Crokinole board closeup

Crokinole Carrom

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Crokinole Rules

It is believed that the game of crokinole originated in Canada in the 1800s. Many variations of the game have existed; the rules below are the commonly accepted ones.

The standard crokinole board consists of a 26-inch diameter playing surface surrounded by a two-inch wide ditch. The playing surface is divided into quadrants (gray area in diagram below) defined by the quadrant lines. For scoring purposes, the board has a center hole which scores 20 points. Surrounding the 20-hole is a ring eight inches in diameter. This ring scores 15 points. There are eight posts of metal, wood or some other material on the 15 circle. The next ring is 16 inches in diameter and scores 10 points. The third ring at 24 inches in diameter scores five points. The third ring is known as the shooting line. There is one inch between the shooting line and the ditch; no points are scored for any disc in this ring.

crokinole board layout

The object of the game is to propel your disks with a flicking motion into the scoring rings. It is much like shuffleboard or curling, where the object is to knock your opponent's pieces off the board or into lower scoring rings while keeping yours in the higher scoring rings. Once all discs have been shot, each player adds up his points, and the player with the greater number of points scores the difference between the two. For example, if the red player has 55 points and the black player has 30, the red player scores 25 points (55-30), and the black player scores zero. The game continues until one player reaches 100 points.

In a two-player game, players shoot from opposite quadrants. The players will shoot 12 discs, alternating shots. In four-player games, team members sit opposite each other, and each player shoots six discs. Play continues clockwise around the table with each player shooting one disc in turn.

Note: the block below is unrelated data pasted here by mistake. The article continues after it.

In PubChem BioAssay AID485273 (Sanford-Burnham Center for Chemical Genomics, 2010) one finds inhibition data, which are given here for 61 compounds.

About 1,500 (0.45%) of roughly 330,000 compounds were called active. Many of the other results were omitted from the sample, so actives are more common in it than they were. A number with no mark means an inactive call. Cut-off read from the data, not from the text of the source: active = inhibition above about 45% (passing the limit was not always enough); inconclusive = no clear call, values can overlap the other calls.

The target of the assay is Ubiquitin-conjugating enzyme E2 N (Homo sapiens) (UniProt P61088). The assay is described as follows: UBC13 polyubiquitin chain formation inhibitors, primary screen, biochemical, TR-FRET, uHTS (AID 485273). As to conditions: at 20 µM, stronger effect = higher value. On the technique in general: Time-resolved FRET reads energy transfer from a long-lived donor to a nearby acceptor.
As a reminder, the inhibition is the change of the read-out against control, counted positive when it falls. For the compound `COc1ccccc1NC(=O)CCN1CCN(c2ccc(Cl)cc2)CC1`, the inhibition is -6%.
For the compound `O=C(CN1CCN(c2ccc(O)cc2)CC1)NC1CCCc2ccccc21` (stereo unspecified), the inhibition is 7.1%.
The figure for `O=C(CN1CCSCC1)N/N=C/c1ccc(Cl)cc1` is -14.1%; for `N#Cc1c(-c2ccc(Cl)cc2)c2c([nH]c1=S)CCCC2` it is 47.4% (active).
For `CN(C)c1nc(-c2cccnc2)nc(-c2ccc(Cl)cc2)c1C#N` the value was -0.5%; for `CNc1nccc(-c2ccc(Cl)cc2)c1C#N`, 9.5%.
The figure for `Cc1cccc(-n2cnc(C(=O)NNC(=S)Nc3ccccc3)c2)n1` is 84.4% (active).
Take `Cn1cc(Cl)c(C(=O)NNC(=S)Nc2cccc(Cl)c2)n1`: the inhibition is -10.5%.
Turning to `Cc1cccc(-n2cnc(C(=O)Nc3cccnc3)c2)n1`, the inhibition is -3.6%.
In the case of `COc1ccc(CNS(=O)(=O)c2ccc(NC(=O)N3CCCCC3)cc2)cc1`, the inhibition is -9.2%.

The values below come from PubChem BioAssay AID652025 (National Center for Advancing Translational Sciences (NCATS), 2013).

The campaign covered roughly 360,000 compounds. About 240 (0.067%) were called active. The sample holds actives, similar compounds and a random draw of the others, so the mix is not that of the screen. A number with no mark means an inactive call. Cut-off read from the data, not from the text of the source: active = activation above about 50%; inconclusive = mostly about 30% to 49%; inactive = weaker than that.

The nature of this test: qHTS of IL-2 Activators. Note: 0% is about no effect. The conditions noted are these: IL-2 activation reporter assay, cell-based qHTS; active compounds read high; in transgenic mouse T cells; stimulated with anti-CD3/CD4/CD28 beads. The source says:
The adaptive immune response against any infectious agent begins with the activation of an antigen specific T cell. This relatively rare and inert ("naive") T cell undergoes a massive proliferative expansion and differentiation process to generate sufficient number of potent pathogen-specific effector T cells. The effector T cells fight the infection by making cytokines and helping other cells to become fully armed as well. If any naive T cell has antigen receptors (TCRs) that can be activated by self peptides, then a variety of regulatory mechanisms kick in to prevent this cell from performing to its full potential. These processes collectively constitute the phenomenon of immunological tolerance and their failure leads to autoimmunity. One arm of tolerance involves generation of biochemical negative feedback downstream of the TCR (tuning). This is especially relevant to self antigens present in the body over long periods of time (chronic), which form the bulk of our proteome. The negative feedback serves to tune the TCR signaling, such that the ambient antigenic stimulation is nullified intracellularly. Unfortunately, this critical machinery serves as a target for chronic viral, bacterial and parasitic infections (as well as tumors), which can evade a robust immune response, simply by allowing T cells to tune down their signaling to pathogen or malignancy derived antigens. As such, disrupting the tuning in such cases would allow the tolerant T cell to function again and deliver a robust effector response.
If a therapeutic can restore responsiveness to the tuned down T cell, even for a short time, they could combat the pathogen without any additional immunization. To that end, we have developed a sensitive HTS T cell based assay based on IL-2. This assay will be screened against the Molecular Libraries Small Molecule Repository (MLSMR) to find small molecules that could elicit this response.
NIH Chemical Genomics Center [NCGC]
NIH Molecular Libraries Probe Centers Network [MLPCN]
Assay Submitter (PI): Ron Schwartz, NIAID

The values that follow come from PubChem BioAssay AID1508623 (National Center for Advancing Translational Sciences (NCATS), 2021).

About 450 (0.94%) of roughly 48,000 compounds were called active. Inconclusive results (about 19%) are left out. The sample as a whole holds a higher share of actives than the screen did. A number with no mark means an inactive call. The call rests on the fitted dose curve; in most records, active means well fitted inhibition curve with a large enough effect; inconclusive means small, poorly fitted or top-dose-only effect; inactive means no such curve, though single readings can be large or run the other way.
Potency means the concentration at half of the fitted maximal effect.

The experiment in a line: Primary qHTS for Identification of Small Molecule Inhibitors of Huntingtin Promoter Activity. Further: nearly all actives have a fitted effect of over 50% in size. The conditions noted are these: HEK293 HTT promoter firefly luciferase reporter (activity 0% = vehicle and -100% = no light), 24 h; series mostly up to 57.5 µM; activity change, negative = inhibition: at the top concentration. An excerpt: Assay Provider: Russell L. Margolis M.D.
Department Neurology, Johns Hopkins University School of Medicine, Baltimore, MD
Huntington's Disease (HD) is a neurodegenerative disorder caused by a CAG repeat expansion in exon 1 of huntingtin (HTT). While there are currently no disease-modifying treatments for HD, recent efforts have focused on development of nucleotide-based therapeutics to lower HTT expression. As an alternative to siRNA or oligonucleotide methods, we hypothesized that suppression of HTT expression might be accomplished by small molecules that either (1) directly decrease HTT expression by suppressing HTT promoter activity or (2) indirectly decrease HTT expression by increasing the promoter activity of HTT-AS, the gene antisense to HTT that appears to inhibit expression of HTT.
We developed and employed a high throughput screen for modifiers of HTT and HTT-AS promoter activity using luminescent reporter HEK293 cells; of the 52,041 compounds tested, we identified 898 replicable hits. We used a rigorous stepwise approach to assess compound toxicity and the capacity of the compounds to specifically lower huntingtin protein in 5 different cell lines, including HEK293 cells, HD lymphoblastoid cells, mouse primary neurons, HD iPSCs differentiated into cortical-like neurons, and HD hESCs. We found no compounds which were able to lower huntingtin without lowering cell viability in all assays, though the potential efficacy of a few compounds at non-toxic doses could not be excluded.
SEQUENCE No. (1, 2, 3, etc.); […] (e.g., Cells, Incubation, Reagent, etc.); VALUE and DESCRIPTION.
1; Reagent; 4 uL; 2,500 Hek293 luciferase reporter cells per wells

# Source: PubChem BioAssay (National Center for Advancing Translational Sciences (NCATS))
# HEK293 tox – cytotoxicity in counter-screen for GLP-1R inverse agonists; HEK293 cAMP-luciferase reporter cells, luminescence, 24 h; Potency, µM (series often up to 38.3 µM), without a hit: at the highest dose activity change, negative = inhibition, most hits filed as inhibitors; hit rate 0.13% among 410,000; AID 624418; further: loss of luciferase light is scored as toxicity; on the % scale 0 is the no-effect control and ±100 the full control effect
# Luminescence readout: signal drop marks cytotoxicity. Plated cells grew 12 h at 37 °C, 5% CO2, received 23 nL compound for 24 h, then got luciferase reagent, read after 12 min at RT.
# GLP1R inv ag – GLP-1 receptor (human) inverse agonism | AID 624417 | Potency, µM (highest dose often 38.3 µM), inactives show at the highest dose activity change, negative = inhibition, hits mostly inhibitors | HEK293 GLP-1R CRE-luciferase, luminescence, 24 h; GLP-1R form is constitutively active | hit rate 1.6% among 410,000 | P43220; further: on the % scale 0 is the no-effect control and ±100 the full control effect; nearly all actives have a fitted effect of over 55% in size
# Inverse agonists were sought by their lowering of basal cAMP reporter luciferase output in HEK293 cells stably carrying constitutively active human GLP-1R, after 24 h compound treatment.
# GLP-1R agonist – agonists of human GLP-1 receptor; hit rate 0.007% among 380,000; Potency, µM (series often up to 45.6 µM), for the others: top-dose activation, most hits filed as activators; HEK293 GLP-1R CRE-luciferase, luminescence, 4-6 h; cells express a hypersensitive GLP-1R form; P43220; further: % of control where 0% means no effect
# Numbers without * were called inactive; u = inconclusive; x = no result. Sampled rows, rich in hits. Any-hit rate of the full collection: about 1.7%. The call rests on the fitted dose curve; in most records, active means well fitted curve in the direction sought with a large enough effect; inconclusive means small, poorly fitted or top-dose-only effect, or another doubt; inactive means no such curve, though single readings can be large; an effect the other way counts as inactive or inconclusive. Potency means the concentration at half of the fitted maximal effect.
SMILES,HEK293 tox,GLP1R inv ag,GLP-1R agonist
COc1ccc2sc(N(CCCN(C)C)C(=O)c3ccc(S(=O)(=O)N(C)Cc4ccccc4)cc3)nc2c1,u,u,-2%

To start the game, the first player places his disc anywhere on the starting line in his quadrant. The disc must touch the starting line; A disc at either end of the quadrant may hang over the quadrant line as long as it touches it and the shooting line. The player then propels the disc toward the center of the board with a finger flick.

Legal disc placement examples

In the diagram to the right, A and B are legal placements for a shot because they touch the shooting line. C and D are legal because they touch the starting line and the quadrant line in the northeast quadrant. (One popular rule variant says a disc must be no more than halfway over the quadrant line, so D would be illegal with that rule.)

If the disc stops within the 20 hole (it must be completely within the hole and not hanging or leaning in it), it is immediately removed from the board and set aside for scoring at the end of the round. The opposing player will then take his shot, attempting to score a 20.

If a player does not score a 20, his turn ends, and his opponent now shoots. The second shooter must contact at least one of his opponent's pieces on his shot. If he fails to do so, his piece is immediately removed from the board and is placed in the ditch, where it will score no points. Play continues until all discs have been shot.

More rules and scoring